Agricultural Land Preservation
For agriculture in Southern Maryland, distance to urban areas presents both an opportunity and a threat. The opportunity is proximity to the 4th largest metropolitan area in the country, with the highest median income and a food budget of $26 Billion. The locally-sourced food movement is a benefit to the region’s farmers and farm transportation costs are lower than food that is transported from outside the region. In many cases, farmers need only take their products to the nearest farmers market.
Distance to urban areas also presents a threat to agriculture in Southern Maryland. The closer that land is to urban areas, the greater its value. Maryland has the fifth highest population density in the country. Farmland is worth three times the national average, making it more difficult for new farmers to purchase and more appealing for speculators who want to convert it to other uses.
To retain Southern Maryland’s agricultural industry and culture, the members of the farming community solicited funding from the state as a part of the Tobacco Buyout Program in 1999 and SMADC has been fortunate to receive land preservation funding from the state for most of the years since 2000. Land preservation programs allow farmers to retain the equity in their land while preserving the economic potential of the land and farm employment opportunities for future generations.
How Much Land Preserved?
The original goal was to preserve 35,000 acres of land. Since the formation of SMADC, Southern Maryland counties have used SMADC funds to preserve more than 17,000 acres in eighteen years. These funds have allowed counties to leverage them with other programs and stretch their preservation efforts, resulting in over 22,000 additional acres being preserved. The agricultural land preserved also includes provisions for maintaining forests and wetlands. This is a remarkable achievement considering the pressures (and financial incentives) for farmers to sell quality farmland for development and the ever-increasing cost of farmland.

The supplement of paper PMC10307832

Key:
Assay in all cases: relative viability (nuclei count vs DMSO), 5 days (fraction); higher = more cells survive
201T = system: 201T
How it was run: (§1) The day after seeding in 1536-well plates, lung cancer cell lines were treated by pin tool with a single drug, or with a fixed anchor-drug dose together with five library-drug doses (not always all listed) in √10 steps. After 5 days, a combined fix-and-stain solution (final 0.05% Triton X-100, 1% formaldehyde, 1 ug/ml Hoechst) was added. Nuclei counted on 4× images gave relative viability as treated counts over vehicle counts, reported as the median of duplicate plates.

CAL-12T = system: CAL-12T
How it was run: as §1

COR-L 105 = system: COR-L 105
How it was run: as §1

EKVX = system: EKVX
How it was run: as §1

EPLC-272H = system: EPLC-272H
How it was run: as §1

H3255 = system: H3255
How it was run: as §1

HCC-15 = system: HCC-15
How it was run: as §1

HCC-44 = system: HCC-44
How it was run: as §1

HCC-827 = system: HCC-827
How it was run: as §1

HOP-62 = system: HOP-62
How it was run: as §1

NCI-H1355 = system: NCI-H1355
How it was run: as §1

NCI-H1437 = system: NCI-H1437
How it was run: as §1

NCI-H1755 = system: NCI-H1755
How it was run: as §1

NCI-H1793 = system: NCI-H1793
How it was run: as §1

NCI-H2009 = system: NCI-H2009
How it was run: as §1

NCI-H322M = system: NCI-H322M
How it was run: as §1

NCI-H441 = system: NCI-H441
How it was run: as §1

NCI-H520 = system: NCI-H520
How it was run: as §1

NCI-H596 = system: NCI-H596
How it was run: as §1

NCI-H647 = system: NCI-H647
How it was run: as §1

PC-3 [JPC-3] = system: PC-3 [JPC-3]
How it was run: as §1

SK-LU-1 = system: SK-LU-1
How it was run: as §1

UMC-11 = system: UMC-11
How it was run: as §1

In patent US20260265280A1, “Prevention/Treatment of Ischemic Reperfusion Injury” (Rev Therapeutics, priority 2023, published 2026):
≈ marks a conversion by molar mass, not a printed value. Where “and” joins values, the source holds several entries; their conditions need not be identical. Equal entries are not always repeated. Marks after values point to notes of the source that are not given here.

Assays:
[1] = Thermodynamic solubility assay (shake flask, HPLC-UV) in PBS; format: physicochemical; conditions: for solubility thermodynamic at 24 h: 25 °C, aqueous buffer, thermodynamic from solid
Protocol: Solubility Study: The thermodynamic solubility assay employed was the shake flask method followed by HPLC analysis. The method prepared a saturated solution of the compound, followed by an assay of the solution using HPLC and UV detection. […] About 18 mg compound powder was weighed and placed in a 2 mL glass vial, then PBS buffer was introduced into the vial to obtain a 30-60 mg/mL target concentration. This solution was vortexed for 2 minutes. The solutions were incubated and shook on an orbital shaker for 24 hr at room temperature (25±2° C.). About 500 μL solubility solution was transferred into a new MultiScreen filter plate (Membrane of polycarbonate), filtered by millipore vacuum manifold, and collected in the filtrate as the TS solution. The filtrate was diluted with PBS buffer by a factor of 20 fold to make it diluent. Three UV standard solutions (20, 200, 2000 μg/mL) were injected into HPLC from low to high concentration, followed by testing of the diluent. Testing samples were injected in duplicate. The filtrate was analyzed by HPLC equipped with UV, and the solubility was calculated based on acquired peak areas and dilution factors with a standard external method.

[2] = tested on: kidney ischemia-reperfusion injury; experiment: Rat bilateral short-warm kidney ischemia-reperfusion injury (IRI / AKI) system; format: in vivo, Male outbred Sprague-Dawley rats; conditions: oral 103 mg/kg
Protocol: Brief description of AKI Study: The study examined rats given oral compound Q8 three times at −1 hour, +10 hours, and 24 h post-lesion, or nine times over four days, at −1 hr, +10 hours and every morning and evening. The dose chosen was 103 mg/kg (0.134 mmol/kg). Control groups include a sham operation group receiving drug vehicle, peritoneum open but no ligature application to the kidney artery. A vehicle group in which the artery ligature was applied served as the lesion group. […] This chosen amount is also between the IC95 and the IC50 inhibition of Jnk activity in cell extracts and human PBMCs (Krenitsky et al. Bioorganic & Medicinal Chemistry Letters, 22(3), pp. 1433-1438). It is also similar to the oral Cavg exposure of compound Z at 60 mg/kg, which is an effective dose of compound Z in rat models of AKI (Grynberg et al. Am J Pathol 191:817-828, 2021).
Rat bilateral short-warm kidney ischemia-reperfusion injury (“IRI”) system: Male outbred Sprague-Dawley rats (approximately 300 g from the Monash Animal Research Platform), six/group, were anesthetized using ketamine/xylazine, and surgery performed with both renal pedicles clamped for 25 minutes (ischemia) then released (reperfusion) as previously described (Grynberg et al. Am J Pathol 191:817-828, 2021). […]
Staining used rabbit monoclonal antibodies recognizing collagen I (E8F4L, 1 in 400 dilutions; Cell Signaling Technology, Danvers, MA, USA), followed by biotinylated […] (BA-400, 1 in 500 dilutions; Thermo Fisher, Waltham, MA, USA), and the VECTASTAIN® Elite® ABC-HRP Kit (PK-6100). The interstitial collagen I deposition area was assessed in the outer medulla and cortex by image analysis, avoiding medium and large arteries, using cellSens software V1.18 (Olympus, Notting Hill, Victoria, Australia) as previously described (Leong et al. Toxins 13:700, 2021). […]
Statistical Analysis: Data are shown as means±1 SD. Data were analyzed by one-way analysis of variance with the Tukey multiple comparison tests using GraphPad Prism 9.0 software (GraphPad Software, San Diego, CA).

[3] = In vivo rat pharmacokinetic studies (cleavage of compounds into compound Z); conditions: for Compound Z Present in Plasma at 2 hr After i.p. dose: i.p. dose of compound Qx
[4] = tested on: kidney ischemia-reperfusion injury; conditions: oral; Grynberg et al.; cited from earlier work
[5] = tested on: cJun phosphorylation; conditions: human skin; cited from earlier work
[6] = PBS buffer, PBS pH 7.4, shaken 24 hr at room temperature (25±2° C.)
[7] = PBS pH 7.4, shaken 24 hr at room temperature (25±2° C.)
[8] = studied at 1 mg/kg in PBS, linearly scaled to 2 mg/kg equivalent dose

Making Land Preservation a Priority
Throughout the years, SMADC hears that land preservation is a primary concern. Overwhelmingly, there is expressed need for more options to help preserve the rural quality of Southern Maryland; to have financing and options for land preservation more accessible and the need for more preservation programs with less bureaucracy and red tape.
SMADC formed a partnership with the Maryland Agricultural and Resource-Based Industry Development Corp. (MARBIDCO) designed to incentivize loan requests from Southern Maryland farmers and to help them meet certain down-payment (equity) requirements, to help improve the credit quality of their applications. Each established MARBIDCO program has its own eligibility criteria and application/approval process. Southern Maryland applicants simply follow the regular application process and meet the rigors of MARBIDCO’s underwriting criteria for each loan program. You can learn more about these opportunities here.
The Maryland FarmLINK program and website were established to help farmers locate farmland for lease and purchase through the ‘Property Exchange’ that provides a two-fold service approach: helping land owners keep their farmland in production and helping farmers (many young and beginning farmers) find farmland for sale or lease.
SMADC will continue to support programs that preserves land in Southern Maryland to ensure viability of Southern Maryland agriculture in the future.
Land Preservation Tutorial
This article explores the various tools and programs available in Maryland for land preservation, including land for sale or lease.
Impact of Land Preservation on Southern Maryland
Beginning in 2002, SMADC began to administer funds to each county to be used towards land preservation programs. Tobacco farmers who enrolled in the buyout and were in good standing, qualified for a ten percent increase in easement valuation for county and state preservation programs.
The report concludes that while there have been many accomplishments, there are still many more opportunities available to preserve farmland in Southern Maryland and continue to enhance the region’s economic viability.